Statement by H.E. Mr. Naci Koru, Deputy Minister of Foreign Affairs, at the 59th Plenary Meeting of the 70th Session of the United Nations General Assembly, 20 November 2015, New York Statement Delivered by H.E. Ambassador Naci Koru, Deputy Foreign Minister of the Republic of Turkey, at the National Launch of the Regional Refugee and Resilience Plan 2015-2016 (3rp), 19 March 2015, Ankara Address by H.E. Naci Koru, Deputy Minister of Foreign Affairs of Turkey at Somalia’s New Deal Compact Ministerial High Level Partnership Forum, 19 November 2014, Copenhagen Statement Delivered by H.E. Ambassador Naci Koru, Deputy Foreign Minister of the Republic of Turkey at the Conference on the Syrian Refugee Situation - Supporting Stability in the Region, 28 October 2014, Berlin Statement by H.E. Ambassador Naci Koru, Deputy Minister of Foreign Affairs of the Republic of Turkey at the Sixth Global Forum of the Alliance of Civilizations, 29 August 2014, Bali Speech Delivered by Deputy Minister of Foreign Affairs of Turkey, Ambassador Naci Koru In The Symposium Entitled “Peace In The Balkans And Turkey: Cultural And Commercial Diplomacy”, 28 May 2014, Istanbul Opening Remarks by Deputy Minister of Foreign Affairs of Turkey, Ambassador Naci Koru at the 20th International Junior Diplomats Training Program, 5 May 2014 Speech Delivered by Deputy Minister of Foreign Affairs of Turkey, Ambassador Naci Koru at the Gallipoli Symphony and the Gallipoli Photograph Exhibition, 28 April 2014, Ankara Statement by Ambassador Naci Koru, Deputy Minister of Foreign Affairs of Turkey at the Informal Meeting of Ministers of Foreign Affairs of the Southeast European Cooperation Process (SEECP), 18 February 2014, Bucharest Speech Delivered by Deputy Minister of Foreign Affairs of Turkey, Ambassador Naci Koru on the occasion of the International Day of Commemoration in Memory of the Victims of the Holocaust, 27 January 2014, Istanbul Statement by Ambassador Naci Koru Deputy Minister of Foreign Affairs On the Occasion of the 68th Anniversary of the United Nations, 24 October 2013 Speech Delivered by Ambassador Naci Koru, Deputy Minister of Foreign Affairs of Turkey at the International Symposium Entitled " Asia's Rise On the Global Landscape: Perspectives from Turkey, Japan and Malaysia", 23 October 2013, Istanbul Speech Delivered by Ambassador Naci Koru, Deputy Minister of Foreign Affairs of Turkey at the International Symposium Entitled " Asia's Rise On the Global Landscape: Perspectives from Turkey, Japan and Malaysia", 23 October 2013, Istanbul Speech Delivered by Ambassador Naci Koru, Deputy Minister of Foreign Affairs of the Republic of Turkey at the "New Deal for Somalia - Brussels Conference", 16 September 2013, Brussels Speech Delivered by Ambassador Naci Koru, Deputy Minister of Foreign Affairs of the Republic of Turkey at the Southeast European Cooperation Process (SEECP) Foreign Ministers meeting, 31 May 2013, Ohrid Address by Mr. Naci Koru, Deputy Minister of Foreign Affairs of Turkey to the Members of Chicago Council on Global Affairs, 17 April 2013, Ankara Speech Delivered by Ambassador Naci Koru, Deputy Minister of Foreign Affairs of Turkey at the Workshop Entitled “Rethinking Turkey’s Current Role and Engagement in The Balkans”, 16 April 2013, Ankara Address by Mr. Naci Koru, Deputy Minister of Foreign Affairs of Turkey to Turkish Honorary Consuls in North and South America and Australia, 15 April 2013, Ankara Opening Remarks by H.E. Naci Koru, Deputy Minister of Foreign Affairs of Turkey at the International Junior Diplomats Training Program Address by H.E. Mr. Naci Koru, Deputy Minister of Foreign Affairs of the Republic of Turkey at the ACD Ministerial Meeting, 29 March 2013, Dushanbe Address by Mr. Naci Koru, Deputy Minister of Foreign Affairs of Turkey to the Stanford University Graduate School of Business Senior Faculty Members, 26 March 2013, Ankara Address by H.E. Naci Koru, Deputy Minister of Foreign Affairs of Turkey to the MUNESCO 2013 Conference, 21 March 2013, Ankara Speech Delivered by Ambassador Naci Koru, Deputy Minister of Foreign Affairs of Turkey at the 20th Annual Turkey-EU Conference of Journalists, 11 March 2013, İstanbul Speech Delivered by Ambassador Naci Koru, Deputy Minister of Foreign Affairs of Turkey at the Meeting Entitled “Turkish-Russian Relations in the Post-Cold War Period: Current Dynamics, Future Prospects”, 19 February 2013, Ankara Speech Delivered by Ambassador Naci Koru, Deputy Minister of Foreign Affairs of Turkey at the Meeting Entitled “Arabs and the World, a Future Perspective”, 12 February 2013, Kuwait Address by Ambassador Naci Koru, Deputy Minister of Foreign Affairs of Turkey to the “UK Joint Services Command and Staff College” Participants, 5 February 2013, Ankara Opening Remarks By Mr. Naci Koru, Deputy Minister of Foreign Affairs of Turkey at the Antalya International Security and Cooperation Conference by the Atlantic Council of Turkey, 14-15 December 2012, Antalya Speech Delivered by Ambassador Naci Koru, Deputy Minister of Foreign Affairs of Turkey at the Bosphorus Regional Cooperation Summit Organized by the International Cooperation Platform (ICP), 13 December 2012, İstanbul Speech Delivered by Ambassador Naci Koru, Deputy Minister of Foreign Affairs of Turkey on the occasion of Permanent Neutrality Status Day of Turkmenistan and the 5th Anniversary of the Foundation of the UNRCCA, 11 December 2012, Ashgabat Speech Delivered by Ambassador Naci Koru, Deputy Minister of Foreign Affairs of Turkey at the Caspian Forum, 6 December 2012, İstanbul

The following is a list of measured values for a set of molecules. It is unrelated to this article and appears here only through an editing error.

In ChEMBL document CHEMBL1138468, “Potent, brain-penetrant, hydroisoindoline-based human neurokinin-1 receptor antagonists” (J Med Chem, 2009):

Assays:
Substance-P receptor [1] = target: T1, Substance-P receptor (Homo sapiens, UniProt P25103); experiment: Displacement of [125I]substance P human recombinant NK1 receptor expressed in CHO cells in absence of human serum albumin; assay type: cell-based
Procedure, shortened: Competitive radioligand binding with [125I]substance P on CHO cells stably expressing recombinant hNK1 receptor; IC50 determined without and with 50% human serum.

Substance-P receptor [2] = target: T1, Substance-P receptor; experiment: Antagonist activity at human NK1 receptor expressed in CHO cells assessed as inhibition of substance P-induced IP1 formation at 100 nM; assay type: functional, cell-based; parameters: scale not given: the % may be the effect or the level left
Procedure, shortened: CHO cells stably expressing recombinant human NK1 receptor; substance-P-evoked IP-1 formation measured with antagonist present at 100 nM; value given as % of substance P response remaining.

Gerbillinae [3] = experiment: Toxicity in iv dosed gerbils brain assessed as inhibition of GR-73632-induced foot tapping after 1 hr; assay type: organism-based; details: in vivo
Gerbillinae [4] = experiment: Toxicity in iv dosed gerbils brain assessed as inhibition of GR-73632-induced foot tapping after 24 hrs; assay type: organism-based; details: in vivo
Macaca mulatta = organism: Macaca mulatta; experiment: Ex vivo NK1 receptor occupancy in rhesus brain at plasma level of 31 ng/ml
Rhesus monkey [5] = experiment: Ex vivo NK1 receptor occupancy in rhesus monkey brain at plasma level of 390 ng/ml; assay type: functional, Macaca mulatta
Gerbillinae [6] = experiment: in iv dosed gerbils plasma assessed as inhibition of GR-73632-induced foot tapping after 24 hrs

Address by Mr. Naci Koru, Deputy Minister of Foreign Affairs of Turkey to Turkish Honorary Consuls in North and South America and Australia, 15 April 2013, Ankara